Perhaps there are better ways to cash in on Open Access than charging blood-curdling sums for publishing articles. Springer has been riding the wave of OA popularity and has set its sail to the peripheries of the scientific world, particularly to the East. It has a number of partnerships with Middle Eastern and East Asian institutions, such as Shanghai Jiao Tong University, Tsinghua University, Korea Concrete Institute, Islamic Azad University, Southwest Jiaotong University, the Hong Kong Polytechnic University, Chinese Academy of Sciences, the University of Malaya and many others. While they fund the publications, authors publish for free, and the publisher is none the poorer for it.

Springer Open's Article Processing Charges. Source: Publishers’ websites | Beata Socha's Illustration.
Springer Open’s Article Processing Charges. Source: Publishers’ websites | Beata Socha’s Illustration.

Public relations and promotion are nothing if not central to the Germany-based publisher’s strategy. Not only does Springer forgo collecting APC from nearly half of its journals, it has even managed to secure prizes for the best article in each volume. For some of its OA journals, King Abdulaziz City for Science and Technology (KACST, Riyadh, Saudi Arabia) sponsors KACST Medal and $5,000 for the best paper.

Stand on Principle

There are also those whose strategies involve few or even no freebies. The case in point is Hindawi (one of the top purely Open Access publishers) that has no journals without publishing charges. Wiley & Sons only has two zero-APC journals in its somewhat modest OA portfolio of 66 titles.

Wiley's Open Access Article Processing Charges. Source: Publishers’ websites | Beata Socha's Illustration.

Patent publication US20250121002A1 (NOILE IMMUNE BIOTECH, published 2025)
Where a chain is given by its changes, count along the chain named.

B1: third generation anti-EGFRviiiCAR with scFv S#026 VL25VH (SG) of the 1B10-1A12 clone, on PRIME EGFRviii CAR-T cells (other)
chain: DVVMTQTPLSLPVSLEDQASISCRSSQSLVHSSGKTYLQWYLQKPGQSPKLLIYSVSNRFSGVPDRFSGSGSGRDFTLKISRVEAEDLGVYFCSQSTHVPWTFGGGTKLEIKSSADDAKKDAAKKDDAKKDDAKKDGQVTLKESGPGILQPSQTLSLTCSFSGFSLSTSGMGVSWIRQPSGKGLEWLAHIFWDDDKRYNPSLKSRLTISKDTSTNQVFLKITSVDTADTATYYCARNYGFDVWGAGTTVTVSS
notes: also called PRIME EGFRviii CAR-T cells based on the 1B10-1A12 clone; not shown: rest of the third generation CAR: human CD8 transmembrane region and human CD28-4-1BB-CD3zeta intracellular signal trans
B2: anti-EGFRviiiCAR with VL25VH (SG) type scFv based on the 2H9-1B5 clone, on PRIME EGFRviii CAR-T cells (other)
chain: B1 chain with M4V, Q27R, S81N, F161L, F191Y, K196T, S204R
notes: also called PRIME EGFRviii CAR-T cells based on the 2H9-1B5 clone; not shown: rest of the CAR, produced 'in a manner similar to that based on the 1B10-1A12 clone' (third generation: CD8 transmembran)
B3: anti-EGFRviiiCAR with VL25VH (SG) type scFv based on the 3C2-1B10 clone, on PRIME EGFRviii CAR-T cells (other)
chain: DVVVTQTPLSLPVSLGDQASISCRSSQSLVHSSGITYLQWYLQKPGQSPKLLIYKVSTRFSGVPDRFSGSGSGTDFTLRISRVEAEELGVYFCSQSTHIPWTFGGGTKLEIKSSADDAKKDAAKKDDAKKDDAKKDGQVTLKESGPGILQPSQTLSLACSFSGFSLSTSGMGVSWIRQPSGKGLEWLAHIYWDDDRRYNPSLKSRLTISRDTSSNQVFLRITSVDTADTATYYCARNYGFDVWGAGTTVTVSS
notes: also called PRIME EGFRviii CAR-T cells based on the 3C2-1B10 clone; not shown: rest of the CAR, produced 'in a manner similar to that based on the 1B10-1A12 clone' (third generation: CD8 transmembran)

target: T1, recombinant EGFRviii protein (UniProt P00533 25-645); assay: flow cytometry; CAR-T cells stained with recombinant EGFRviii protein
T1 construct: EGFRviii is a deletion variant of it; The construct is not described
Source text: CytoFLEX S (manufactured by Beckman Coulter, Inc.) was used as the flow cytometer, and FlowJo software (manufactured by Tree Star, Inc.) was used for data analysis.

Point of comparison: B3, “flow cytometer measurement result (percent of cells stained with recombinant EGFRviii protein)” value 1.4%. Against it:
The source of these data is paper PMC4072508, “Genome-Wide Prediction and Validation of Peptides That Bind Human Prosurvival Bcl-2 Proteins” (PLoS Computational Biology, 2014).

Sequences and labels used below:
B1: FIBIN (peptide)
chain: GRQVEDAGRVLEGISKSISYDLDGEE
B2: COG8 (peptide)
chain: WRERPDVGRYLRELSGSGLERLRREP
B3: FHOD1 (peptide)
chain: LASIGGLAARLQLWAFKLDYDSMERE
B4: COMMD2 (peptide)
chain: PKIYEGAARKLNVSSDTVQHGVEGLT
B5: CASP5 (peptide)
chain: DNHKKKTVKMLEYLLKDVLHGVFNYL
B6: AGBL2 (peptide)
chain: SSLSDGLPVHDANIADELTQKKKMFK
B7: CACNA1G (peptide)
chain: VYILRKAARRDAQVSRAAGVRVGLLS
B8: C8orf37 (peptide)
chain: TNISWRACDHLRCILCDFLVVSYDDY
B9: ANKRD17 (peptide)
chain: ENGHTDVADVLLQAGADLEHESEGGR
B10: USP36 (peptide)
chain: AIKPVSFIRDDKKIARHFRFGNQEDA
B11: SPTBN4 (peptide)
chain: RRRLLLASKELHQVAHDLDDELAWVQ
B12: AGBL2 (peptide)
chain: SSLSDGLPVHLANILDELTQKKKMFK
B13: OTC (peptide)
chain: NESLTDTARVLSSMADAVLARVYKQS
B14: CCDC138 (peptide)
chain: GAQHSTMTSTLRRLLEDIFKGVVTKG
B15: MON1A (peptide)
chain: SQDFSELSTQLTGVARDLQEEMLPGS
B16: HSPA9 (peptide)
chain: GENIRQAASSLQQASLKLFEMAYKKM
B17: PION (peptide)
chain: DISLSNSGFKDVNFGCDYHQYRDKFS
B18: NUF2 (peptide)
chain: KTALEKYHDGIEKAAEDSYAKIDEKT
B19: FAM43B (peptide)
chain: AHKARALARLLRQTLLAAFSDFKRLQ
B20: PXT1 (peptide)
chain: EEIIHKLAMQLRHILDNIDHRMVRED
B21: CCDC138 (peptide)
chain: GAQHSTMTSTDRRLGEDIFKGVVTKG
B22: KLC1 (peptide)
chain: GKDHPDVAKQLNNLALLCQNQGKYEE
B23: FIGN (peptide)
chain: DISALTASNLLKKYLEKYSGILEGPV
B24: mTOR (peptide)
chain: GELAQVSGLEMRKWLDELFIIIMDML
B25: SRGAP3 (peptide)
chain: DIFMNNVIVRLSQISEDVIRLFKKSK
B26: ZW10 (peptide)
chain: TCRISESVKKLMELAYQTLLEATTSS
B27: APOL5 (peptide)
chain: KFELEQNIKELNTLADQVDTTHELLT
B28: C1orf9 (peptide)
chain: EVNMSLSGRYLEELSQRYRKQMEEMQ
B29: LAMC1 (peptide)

Wiley’s Open Access Article Processing Charges. Source: Publishers’ websites | Beata Socha’s Illustration.

In turn, Wiley places strong emphasis on quality: over a third of its journals have Impact Factors, going up to 10 for Molecualr Systems Biology. Wiley also has ones of the highest APC in the industry (exceeded only by PLoS). Its average APC stands at over $2,100 per article.

Wiley's Open Access Article Processing Charges. Source: Publishers’ websites | Beata Socha's Illustration.
Wiley’s Open Access Article Processing Charges. Source: Publishers’ websites | Beata Socha’s Illustration.

Admittedly, Wiley’s journals are predominantly from the International Association of Scientific, Technical and Medical Publishers (STM) family, where APC are generally much higher than in Social Sciences or Humanities. It is also noteworthy, that Wiley’s star player, Advanced Science, charges the same amount as Elsevier’s The Lancet Global Health – $5,000.

Pay What You Want

Compared to Elsevier and Springer, Wiley and Taylor & Francis have modest exposure to Open Access (each has a mere 4% share of OA journals in their portfolios). Yet, they are definitely playing the field, although apparently with different strategies. While Wiley is playing the “hard to get” game of exclusivity and high APC, the final member of the Big 4 club, Taylor & Francis (T&F), has quite the opposite approach to Open Access pricing.

Taylor & Francis' Open Access Article Processing Charges. Source: Publishers’ websites | Beata Socha's Illustration.
Taylor & Francis’ Open Access Article Processing Charges. Source: Publishers’ websites | Beata Socha’s Illustration.

Though relatively new to the Open Access game, T&F is absolutely determined to develop its portfolio fast. It has approximately 100 OA journals, including 15 under the Cogent brand. Its APC (quoted in euro, the US dollar or the pound, but here all converted to euros for comparison) range from €190 to €1,550, with nearly 50% priced between €300 and €1,000, 20% in the €1,000-€1,500 range and only three journals priced above €1,500. Nearly a quarter of its OA journals are free of charge at the moment.